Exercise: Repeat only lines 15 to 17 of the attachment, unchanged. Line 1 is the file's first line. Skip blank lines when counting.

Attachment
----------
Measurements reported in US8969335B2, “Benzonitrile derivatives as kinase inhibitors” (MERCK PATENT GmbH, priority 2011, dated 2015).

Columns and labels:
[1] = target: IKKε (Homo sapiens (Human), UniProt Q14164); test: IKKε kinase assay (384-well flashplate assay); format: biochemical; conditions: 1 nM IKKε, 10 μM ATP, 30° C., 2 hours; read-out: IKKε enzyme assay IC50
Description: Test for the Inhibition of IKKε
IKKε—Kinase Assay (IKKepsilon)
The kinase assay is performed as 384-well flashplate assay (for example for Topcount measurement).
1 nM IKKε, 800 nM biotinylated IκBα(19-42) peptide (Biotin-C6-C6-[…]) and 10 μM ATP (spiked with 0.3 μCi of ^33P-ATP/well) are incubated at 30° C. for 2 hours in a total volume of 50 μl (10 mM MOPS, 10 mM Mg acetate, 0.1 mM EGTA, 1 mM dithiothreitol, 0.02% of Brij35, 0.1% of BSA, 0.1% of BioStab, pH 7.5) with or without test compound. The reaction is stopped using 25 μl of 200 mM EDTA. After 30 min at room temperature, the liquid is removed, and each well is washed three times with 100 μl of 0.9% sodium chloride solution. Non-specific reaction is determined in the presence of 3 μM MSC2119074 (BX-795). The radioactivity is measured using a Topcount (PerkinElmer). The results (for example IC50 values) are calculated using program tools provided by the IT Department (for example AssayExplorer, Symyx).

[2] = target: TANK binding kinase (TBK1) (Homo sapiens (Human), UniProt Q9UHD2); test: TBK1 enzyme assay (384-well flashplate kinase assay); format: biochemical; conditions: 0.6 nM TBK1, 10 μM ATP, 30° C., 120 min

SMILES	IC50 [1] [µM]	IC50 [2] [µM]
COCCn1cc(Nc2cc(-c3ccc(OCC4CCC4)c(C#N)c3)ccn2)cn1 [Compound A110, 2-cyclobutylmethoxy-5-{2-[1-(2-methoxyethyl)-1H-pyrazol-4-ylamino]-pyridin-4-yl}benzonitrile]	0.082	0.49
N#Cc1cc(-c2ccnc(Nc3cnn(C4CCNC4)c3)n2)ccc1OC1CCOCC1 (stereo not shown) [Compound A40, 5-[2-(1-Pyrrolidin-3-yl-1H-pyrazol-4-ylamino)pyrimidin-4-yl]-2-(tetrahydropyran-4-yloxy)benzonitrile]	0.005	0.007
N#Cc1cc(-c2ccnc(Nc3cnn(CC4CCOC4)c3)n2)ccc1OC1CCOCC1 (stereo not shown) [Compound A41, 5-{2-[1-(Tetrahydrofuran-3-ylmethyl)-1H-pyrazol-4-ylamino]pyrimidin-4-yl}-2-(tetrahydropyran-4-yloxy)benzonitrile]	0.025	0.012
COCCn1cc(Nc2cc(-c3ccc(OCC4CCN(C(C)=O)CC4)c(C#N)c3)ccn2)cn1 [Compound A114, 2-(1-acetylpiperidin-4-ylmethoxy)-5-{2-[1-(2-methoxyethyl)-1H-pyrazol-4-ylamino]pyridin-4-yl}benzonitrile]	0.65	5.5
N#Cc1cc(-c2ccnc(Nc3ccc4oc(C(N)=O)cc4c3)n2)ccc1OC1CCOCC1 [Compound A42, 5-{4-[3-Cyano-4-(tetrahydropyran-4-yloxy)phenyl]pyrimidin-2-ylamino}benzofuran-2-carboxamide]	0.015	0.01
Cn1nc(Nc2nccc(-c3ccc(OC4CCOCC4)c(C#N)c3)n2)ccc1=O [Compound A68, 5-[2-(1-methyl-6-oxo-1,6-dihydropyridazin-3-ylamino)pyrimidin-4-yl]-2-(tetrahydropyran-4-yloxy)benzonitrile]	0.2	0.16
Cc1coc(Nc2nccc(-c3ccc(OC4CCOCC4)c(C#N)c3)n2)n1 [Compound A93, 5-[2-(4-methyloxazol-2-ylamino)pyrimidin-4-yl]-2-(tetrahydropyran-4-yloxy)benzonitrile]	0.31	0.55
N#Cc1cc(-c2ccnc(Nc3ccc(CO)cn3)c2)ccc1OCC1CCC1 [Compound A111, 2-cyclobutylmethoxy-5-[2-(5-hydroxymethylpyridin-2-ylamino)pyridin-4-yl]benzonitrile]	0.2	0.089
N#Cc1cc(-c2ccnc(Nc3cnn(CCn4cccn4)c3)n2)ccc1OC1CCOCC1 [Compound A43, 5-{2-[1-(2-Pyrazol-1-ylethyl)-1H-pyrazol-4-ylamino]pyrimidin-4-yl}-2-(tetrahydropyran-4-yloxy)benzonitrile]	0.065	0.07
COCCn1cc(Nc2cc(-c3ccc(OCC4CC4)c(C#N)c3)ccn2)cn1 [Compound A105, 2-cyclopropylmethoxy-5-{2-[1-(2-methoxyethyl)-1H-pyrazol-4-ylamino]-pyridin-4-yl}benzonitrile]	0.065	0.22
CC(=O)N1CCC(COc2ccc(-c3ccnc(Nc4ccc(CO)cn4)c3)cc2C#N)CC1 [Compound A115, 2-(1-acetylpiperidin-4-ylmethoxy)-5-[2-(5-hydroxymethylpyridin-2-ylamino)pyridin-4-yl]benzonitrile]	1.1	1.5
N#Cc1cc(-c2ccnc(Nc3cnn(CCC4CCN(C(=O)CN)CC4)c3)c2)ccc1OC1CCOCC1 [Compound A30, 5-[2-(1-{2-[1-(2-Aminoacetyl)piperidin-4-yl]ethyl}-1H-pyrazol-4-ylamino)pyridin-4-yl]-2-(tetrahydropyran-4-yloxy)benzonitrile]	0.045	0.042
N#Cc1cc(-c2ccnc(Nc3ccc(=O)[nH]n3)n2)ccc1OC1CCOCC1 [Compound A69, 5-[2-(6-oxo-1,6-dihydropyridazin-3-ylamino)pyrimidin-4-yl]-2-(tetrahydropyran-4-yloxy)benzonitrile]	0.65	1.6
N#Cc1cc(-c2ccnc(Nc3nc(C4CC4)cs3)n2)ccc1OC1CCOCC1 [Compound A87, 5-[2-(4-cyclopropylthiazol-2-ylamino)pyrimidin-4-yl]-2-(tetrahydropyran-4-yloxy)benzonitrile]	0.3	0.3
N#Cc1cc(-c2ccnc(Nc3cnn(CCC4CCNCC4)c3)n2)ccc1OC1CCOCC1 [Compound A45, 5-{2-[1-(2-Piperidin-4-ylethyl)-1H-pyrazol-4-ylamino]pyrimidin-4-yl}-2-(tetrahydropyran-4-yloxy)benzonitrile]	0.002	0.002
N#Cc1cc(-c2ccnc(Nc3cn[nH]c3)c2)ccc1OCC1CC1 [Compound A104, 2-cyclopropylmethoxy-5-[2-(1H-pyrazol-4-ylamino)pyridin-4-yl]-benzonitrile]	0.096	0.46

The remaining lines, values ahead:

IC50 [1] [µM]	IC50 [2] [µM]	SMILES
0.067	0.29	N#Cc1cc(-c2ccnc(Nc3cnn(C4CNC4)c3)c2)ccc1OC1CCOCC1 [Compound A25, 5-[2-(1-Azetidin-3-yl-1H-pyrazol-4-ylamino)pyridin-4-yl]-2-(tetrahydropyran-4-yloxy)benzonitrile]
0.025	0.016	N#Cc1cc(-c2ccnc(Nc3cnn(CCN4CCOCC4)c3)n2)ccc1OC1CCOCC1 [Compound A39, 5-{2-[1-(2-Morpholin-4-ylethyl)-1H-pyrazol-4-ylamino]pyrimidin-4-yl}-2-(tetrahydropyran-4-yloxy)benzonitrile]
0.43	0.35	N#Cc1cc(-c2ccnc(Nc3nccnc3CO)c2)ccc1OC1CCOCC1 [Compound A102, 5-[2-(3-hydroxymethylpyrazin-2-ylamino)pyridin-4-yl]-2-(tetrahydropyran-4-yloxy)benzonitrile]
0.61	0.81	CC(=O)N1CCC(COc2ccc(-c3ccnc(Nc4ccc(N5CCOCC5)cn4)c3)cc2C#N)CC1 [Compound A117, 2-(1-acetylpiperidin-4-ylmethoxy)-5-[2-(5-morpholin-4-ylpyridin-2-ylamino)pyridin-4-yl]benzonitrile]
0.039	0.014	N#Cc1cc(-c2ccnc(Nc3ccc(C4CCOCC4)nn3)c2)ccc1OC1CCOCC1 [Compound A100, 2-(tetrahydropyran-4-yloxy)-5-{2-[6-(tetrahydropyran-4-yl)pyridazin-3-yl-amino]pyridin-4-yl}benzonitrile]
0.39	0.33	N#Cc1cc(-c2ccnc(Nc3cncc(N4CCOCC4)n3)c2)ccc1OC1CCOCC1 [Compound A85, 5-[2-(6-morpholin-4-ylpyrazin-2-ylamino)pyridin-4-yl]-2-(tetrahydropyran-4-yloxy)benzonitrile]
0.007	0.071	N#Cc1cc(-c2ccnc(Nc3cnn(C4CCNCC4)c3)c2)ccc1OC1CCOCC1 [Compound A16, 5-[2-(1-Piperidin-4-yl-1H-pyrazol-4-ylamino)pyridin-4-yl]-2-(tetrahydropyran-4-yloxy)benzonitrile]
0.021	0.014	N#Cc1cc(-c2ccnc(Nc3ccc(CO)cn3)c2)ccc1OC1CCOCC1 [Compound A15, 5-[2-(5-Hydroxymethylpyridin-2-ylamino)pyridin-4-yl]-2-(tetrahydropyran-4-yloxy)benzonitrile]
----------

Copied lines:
Cn1nc(Nc2nccc(-c3ccc(OC4CCOCC4)c(C#N)c3)n2)ccc1=O [Compound A68, 5-[2-(1-methyl-6-oxo-1,6-dihydropyridazin-3-ylamino)pyrimidin-4-yl]-2-(tetrahydropyran-4-yloxy)benzonitrile]	0.2	0.16
Cc1coc(Nc2nccc(-c3ccc(OC4CCOCC4)c(C#N)c3)n2)n1 [Compound A93, 5-[2-(4-methyloxazol-2-ylamino)pyrimidin-4-yl]-2-(tetrahydropyran-4-yloxy)benzonitrile]	0.31	0.55
N#Cc1cc(-c2ccnc(Nc3ccc(CO)cn3)c2)ccc1OCC1CCC1 [Compound A111, 2-cyclobutylmethoxy-5-[2-(5-hydroxymethylpyridin-2-ylamino)pyridin-4-yl]benzonitrile]	0.2	0.089